These fitness trainers are doing their business to elevate life in Kansas City apartments KCUR 89.3

Aya Radel is usually not as brave as she was the day in 2016, when in a moment of confidence she turned to Mallory Jansen to start a joint fitness endeavor.

They both already worked in the Kansas City fitness industry and both had business degrees, but neither knew each other.

“She turned to Instagram – which is fun because she’s very introverted,” Jansen said. I answered and said, “Yes, let’s do things.”

Radel’s moment of confidence was fleeting.

It was like “It doesn’t matter!” I don’t want to talk to a stranger anymore, “Radel, 30, recalled with a laugh.

However, the two found ways to work together and realized they were good at it. The following year they founded Flexiblea company that pairs its own fitness trainers and yoga instructors in the gyms of an apartment complex.

“Most complexes, such as treadmills, get used to cardio equipment. But then you see the dumbbells and they’re all dusty, and the cable machines – nobody knows how to do them, “Radel said. “It’s scary.”

Now, in more than 70 subway locations, Flexy’s 18 instructors help residents use the training facilities they often pay for.

“They’re just putting the coolest things in these gyms now, and we want to make sure people use them,” Radel said.

Entrepreneurship and experience

Both Radel and Jansen, 32, admitted that self-deletion was a little easier for them than for others.

Jansen’s parents are entrepreneurs in their own right and encourage her to follow in their footsteps. Radel, the daughter of the former mayor of Kansas City, Missouri, Sly Jamesshe grew up watching her father break down racial barriers and started a number of law firms.

“When you have people to trust and people who have created things themselves before – and they do it very well – it’s like, ‘Oh, yes, I can do something like that,'” Radel said.

However, Radel said that being half white and half black in an industry that is predominantly white is difficult. Zippia career site analysis found that 77% of personal trainers in the United States are white, 10% are Hispanic, and 5.7% are African American.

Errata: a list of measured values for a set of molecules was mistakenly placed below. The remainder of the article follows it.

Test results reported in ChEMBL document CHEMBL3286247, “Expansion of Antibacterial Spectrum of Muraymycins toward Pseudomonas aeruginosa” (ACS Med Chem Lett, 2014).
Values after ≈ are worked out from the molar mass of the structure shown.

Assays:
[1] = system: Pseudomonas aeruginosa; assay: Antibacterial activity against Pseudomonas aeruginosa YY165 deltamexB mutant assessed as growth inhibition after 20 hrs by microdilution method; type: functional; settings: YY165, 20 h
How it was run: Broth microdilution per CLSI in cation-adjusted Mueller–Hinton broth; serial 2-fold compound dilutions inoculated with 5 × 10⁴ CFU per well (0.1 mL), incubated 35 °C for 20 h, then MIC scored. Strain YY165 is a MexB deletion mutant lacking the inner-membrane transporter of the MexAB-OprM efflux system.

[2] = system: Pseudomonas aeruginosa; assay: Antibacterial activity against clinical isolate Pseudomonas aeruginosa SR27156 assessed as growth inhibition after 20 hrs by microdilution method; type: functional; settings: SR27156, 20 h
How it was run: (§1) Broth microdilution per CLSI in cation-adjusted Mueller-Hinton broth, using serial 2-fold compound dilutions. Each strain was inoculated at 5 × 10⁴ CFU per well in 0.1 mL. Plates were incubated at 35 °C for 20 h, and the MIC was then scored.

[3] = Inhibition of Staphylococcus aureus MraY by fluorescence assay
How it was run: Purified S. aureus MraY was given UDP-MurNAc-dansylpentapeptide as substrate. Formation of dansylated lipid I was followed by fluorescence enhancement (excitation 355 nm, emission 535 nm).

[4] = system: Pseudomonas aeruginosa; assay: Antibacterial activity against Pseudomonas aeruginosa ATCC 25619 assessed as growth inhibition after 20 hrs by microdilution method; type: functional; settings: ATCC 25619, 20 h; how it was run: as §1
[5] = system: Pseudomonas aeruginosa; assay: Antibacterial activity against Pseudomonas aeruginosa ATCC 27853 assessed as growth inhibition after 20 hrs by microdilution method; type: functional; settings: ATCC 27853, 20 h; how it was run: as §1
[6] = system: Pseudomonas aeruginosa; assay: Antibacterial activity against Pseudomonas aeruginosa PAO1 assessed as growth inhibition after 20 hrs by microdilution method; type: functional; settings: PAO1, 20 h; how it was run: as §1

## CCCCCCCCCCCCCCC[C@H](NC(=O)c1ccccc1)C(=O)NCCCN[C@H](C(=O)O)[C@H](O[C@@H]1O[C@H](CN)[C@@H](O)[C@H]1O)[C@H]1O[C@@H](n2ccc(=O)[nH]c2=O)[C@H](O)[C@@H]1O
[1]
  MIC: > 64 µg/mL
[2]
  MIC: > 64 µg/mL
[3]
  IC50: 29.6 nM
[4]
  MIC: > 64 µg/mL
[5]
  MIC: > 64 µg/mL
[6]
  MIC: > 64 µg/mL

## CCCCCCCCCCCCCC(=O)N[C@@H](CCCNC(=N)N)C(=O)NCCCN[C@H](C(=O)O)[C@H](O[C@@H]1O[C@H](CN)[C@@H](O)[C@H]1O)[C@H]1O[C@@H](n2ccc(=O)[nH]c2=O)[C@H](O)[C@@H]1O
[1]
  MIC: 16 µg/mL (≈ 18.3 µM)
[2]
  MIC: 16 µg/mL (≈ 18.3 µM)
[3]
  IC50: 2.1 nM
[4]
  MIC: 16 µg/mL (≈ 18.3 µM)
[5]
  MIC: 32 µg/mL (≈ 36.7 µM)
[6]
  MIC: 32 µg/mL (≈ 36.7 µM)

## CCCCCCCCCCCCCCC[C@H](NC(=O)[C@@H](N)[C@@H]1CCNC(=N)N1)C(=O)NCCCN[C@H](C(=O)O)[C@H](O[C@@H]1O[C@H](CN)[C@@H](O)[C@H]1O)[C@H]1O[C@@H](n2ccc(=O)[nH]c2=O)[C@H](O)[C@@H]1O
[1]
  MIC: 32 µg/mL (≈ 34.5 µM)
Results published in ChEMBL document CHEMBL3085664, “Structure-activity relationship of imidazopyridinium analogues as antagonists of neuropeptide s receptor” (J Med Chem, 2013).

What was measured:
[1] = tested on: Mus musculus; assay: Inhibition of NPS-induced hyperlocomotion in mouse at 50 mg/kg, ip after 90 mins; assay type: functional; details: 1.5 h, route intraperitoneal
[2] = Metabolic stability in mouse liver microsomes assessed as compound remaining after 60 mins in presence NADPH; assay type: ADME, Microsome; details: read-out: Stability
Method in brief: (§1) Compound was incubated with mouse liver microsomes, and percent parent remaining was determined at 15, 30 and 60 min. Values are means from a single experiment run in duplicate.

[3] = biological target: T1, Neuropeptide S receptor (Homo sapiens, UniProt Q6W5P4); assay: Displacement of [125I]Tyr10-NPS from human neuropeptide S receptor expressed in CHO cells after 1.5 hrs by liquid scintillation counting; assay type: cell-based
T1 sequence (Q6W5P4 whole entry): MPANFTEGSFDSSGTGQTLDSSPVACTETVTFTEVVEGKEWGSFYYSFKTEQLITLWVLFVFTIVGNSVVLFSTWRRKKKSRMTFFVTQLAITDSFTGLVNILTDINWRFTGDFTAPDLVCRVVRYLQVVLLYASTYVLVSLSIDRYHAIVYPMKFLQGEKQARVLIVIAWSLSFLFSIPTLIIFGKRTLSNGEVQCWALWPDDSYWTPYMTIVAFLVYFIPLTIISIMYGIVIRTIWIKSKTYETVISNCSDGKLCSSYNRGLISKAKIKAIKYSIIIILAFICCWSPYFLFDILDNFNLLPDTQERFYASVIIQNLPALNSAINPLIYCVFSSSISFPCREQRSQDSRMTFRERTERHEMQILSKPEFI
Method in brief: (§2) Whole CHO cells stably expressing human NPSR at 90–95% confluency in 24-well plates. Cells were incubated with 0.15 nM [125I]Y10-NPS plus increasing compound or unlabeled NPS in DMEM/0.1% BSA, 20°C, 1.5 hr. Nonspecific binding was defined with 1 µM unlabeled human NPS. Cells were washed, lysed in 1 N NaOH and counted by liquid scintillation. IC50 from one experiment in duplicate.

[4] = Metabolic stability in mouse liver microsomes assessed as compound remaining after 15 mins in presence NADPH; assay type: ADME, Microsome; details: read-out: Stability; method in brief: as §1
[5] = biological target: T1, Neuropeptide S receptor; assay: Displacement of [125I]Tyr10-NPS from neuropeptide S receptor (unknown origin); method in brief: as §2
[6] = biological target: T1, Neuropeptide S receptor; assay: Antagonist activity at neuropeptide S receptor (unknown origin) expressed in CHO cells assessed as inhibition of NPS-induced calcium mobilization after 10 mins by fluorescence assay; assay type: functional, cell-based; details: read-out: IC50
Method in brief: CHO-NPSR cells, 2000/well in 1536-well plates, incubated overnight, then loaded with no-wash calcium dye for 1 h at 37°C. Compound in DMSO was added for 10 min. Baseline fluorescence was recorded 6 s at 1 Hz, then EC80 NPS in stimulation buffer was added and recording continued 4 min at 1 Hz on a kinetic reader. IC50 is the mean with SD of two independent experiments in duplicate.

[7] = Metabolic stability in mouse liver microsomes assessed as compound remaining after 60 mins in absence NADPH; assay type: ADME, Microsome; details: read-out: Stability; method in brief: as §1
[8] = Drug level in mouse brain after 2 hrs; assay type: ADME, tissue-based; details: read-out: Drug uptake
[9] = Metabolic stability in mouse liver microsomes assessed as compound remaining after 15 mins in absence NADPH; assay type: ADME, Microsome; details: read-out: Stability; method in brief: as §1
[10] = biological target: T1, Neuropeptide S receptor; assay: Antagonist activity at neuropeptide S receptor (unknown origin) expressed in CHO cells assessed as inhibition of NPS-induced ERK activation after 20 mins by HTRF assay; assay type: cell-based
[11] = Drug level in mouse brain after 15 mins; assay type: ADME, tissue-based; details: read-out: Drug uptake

Radel’s two-racial background has opened her up to racist and insensitive comments from clients and colleagues, especially in previous jobs.

“Someone who worked there told me that there was no way I could experience racism or discrimination, especially since I am half white,” she said.

Radel’s experience as a black woman has also been called into question by her family’s economic privileges and the fact that she went to private school.

“People forget that just because you’re black doesn’t mean you had the same experience as someone else,” she said. “I love all the children I went to school with – it’s not against them – but I went to school with a bunch of rich white kids. So I mean, the things I heard and didn’t even realize were slightly racist and micro-aggressive – now I remember and, well, it’s probably not that good. “

A new way to be “on duty”

Nowadays, Flexy co-owners rarely intervene to teach a fitness class – “we’re trying to focus on things behind the scenes,” Radel said – but they’re still happy to see people achieve their goals.

Luke X. Martin

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KCUR 89.3

“She’s the gas, and I’m the brakes,” said Aya Radel on the left, describing the dynamics of the workplace between her and Flexy co-owner Mallory Jansen. “So we’re having a really good time in the middle.”

“One of my favorite parts of being a personal trainer,” she said, “is when someone realizes they can do something you tell them they can do all the time.”

In the coming months, Jansen and Radel plan to expand event planning in apartment complexes and cash in on long-standing relationships they have built with property management companies.

“We know the people, we know the people who work there, so it’s just a natural transition,” Jansen said.

The new direction offers another opportunity, Radel explained, “because only part of (residents of the building) will come to the fitness class. “But we can meet so many more people and we can be so useful to so many people if we do all these other events.”

For Radel and Jansen, who began their journey trying to create a healthier lifestyle for themselves and their clients, this opportunity proved too tempting to miss.

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